A total lunar eclipse is (next to the much rarer solar eclipses) a spectacle to behold and one of the few celestial events that happen in human timescales in the course of a few hours.
The first phase on the left shows the Earth's shadow starting to move over the disk of the full Moon (Lunar eclipses happen only during full Moon, because that's when the Moon is directly on a Sun-Earth-Moon line).
The second image is the full eclipse, showing the red-tinted shadow of the Earth, or wha't colloquially known as the Blood Moon. There's nothing sinister about it, it's red for the same reason sunrises and sunsets on Earth show a red sky: light is bent to higher wavelengths in the red in the Earth's atmosphere as photons emitted by the sun hit the atmosphere at a more and more oblique angle.
The third image shows the Earth's shadow leaving the Moon's disk. The reason the sunlit area of the Moon appears yellow in the first image and grey in the second is again the atmosphere of the Earth, but this time it's the light reflected from the Moon to us that hits at an oblique angle; the Moon was low to the horizon when the eclipse started, thus the yellowish appearance. At the end of the eclipse it was high enough in the sky that the reflected light wasn't shifted to appear red anymore.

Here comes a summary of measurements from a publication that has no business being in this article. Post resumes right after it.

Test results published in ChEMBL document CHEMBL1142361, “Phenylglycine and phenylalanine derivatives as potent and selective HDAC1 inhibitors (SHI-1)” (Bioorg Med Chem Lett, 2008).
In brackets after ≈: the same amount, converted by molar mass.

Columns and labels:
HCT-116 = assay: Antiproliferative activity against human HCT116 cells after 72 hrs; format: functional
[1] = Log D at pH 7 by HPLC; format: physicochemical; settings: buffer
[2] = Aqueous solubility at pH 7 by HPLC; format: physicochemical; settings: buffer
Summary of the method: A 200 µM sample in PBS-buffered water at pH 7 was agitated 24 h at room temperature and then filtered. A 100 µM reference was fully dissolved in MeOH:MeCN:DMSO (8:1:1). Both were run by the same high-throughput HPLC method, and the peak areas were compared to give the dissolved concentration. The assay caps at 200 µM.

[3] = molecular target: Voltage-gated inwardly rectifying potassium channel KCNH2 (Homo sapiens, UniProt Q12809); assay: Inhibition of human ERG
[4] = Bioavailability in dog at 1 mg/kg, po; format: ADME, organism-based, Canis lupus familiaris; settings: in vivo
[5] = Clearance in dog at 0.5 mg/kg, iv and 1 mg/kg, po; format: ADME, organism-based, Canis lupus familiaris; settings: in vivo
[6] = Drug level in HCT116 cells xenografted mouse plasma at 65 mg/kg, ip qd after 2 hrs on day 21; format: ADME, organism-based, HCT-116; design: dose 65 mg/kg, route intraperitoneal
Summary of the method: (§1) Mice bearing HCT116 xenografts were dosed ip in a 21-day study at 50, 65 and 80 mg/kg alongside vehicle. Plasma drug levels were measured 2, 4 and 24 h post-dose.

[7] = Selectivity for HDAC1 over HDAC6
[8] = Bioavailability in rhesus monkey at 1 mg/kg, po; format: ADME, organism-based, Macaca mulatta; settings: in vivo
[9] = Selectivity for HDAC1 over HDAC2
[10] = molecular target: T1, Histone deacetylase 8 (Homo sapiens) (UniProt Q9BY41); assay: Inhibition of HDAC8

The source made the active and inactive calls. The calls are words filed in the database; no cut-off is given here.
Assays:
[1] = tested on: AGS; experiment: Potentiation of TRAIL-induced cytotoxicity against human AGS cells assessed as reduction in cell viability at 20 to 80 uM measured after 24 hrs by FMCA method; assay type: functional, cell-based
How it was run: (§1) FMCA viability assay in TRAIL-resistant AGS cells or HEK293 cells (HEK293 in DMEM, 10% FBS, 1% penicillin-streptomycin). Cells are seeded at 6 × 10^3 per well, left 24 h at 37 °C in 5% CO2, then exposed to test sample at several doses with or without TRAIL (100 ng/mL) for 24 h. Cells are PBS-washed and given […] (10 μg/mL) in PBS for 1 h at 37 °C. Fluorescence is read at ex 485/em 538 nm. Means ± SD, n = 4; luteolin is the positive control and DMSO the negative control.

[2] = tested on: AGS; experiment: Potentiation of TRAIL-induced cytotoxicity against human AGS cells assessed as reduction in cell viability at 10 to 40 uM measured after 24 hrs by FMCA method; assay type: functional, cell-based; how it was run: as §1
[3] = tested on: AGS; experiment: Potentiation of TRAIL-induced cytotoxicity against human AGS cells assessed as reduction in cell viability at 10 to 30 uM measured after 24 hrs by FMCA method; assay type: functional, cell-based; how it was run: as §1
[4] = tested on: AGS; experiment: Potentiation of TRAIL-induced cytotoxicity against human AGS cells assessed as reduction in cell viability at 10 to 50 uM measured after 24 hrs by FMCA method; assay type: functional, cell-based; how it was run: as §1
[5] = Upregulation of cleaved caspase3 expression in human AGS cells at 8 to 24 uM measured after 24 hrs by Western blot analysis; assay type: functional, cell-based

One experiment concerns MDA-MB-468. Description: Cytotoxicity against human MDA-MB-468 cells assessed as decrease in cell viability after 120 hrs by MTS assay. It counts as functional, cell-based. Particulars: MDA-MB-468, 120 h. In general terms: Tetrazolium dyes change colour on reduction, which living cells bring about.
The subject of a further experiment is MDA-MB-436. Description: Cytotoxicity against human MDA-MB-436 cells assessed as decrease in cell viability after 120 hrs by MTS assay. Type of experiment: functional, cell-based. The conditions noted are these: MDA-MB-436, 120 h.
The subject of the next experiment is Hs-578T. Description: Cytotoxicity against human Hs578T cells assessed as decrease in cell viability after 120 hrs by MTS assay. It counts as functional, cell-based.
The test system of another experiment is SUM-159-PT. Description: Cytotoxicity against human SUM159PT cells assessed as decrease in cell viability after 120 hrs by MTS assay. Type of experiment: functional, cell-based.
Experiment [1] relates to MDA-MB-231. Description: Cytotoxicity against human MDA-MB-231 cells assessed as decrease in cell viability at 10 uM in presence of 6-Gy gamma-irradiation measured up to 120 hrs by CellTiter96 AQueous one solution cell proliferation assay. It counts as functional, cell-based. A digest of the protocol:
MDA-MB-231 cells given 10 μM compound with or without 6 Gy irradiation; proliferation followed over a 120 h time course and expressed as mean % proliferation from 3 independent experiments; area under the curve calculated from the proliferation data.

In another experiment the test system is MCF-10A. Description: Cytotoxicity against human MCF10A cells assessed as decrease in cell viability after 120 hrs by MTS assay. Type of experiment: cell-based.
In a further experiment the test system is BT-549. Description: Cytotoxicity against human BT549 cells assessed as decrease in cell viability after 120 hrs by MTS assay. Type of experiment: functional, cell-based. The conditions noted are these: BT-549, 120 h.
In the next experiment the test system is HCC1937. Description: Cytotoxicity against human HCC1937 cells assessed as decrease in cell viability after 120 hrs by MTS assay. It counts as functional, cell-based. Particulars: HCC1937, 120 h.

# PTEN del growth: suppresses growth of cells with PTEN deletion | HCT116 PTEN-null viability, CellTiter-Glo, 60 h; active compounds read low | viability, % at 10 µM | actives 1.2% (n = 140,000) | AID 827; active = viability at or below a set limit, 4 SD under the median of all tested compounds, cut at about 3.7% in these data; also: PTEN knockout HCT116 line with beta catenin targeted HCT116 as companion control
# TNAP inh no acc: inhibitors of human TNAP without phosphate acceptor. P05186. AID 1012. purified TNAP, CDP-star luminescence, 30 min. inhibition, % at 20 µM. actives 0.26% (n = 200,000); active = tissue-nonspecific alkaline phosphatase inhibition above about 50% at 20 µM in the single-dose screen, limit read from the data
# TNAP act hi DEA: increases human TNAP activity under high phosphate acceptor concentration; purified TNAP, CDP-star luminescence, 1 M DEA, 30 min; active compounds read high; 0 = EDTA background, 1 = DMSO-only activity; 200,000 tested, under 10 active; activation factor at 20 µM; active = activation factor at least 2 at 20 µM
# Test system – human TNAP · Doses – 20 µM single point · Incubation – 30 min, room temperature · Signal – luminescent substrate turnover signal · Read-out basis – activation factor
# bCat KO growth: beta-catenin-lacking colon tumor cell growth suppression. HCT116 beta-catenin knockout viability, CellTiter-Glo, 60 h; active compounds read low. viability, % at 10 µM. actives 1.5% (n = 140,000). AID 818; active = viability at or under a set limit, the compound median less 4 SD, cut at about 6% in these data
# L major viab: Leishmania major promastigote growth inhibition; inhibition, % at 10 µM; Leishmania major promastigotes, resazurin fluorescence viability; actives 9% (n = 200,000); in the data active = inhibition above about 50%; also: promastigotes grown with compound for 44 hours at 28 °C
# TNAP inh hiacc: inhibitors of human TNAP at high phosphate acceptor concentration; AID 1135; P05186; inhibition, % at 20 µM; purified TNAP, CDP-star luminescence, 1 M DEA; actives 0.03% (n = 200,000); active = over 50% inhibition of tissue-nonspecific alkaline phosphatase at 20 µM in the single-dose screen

During a total lunar eclipse you can also see stars near the Moon, because it's so much less bright. And that means you can see how the Moon moves across the sky as is circles the Earth once a month (in one day the Moon moves about 12 to 13 degrees relative to the stars).
This occasion marks the first outing of my new 6" Newtonian ƒ/4 reflector, a telescope specifically designed for photography.
Triptych composite of various phases, varying exposure times for HDR
Shot from my driveway near Tucson, AZ in May 2022
Telescope: TPO 6" Newtonian (610mm focal length ƒ/4)
Focal extender: Nikon 2x Teleconverter TC201 (extends to 1220mm)
Camera: Nikon D750 DSLR (full-frame, unmodified)
Mount: iOptron CEM26
Edited in Adobe Photoshop.
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